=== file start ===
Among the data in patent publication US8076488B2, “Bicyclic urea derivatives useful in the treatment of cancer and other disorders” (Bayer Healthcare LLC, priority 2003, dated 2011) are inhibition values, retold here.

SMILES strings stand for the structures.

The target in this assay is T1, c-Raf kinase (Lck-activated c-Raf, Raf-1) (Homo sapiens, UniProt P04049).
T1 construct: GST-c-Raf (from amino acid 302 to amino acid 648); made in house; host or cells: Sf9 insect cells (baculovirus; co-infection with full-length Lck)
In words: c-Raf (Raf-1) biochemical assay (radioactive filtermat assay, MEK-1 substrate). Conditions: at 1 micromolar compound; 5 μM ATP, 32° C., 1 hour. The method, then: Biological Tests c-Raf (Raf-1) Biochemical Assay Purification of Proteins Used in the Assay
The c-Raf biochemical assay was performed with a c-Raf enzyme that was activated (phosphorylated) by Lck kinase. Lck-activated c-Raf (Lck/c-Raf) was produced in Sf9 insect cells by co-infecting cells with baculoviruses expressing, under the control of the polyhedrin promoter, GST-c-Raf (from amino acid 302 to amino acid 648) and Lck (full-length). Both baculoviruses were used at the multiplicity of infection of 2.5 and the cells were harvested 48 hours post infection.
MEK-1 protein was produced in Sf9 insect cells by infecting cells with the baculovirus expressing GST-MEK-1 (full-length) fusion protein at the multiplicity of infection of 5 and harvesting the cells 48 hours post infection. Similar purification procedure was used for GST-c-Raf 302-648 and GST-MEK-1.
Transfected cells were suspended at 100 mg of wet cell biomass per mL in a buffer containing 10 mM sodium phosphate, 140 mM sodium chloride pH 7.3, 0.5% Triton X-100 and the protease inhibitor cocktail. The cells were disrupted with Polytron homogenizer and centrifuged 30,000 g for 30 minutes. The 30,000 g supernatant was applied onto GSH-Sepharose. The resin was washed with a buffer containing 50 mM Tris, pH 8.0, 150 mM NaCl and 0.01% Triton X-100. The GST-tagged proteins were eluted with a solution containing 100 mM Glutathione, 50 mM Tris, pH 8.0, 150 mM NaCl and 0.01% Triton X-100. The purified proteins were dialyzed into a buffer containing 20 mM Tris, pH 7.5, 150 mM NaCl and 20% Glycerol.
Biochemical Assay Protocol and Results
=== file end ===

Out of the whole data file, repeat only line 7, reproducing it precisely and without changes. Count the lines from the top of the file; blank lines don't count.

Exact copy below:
MEK-1 protein was produced in Sf9 insect cells by infecting cells with the baculovirus expressing GST-MEK-1 (full-length) fusion protein at the multiplicity of infection of 5 and harvesting the cells 48 hours post infection. Similar purification procedure was used for GST-c-Raf 302-648 and GST-MEK-1.